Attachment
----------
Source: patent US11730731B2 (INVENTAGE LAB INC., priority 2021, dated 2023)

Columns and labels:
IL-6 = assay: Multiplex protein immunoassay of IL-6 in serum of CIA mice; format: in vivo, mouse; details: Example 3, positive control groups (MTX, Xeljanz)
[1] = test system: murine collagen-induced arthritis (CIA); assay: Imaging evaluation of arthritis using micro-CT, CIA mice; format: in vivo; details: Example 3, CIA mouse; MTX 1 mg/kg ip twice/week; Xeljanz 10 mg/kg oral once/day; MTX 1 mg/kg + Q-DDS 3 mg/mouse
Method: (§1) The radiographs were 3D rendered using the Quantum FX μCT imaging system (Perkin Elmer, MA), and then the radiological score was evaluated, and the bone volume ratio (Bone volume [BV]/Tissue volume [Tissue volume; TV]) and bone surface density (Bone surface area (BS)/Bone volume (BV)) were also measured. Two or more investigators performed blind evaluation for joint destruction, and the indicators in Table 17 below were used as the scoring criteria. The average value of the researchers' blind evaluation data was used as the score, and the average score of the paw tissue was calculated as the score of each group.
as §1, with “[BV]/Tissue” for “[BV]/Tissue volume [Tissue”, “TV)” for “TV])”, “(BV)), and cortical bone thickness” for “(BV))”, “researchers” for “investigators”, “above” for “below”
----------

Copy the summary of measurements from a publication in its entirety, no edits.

Source: patent US11730731B2 (INVENTAGE LAB INC., priority 2021, dated 2023)

Columns and labels:
IL-6 = assay: Multiplex protein immunoassay of IL-6 in serum of CIA mice; format: in vivo, mouse; details: Example 3, positive control groups (MTX, Xeljanz)
[1] = test system: murine collagen-induced arthritis (CIA); assay: Imaging evaluation of arthritis using micro-CT, CIA mice; format: in vivo; details: Example 3, CIA mouse; MTX 1 mg/kg ip twice/week; Xeljanz 10 mg/kg oral once/day; MTX 1 mg/kg + Q-DDS 3 mg/mouse
Method: (§1) The radiographs were 3D rendered using the Quantum FX μCT imaging system (Perkin Elmer, MA), and then the radiological score was evaluated, and the bone volume ratio (Bone volume [BV]/Tissue volume [Tissue volume; TV]) and bone surface density (Bone surface area (BS)/Bone volume (BV)) were also measured. Two or more investigators performed blind evaluation for joint destruction, and the indicators in Table 17 below were used as the scoring criteria. The average value of the researchers' blind evaluation data was used as the score, and the average score of the paw tissue was calculated as the score of each group.
as §1, with “[BV]/Tissue” for “[BV]/Tissue volume [Tissue”, “TV)” for “TV])”, “(BV)), and cortical bone thickness” for “(BV))”, “researchers” for “investigators”, “above” for “below”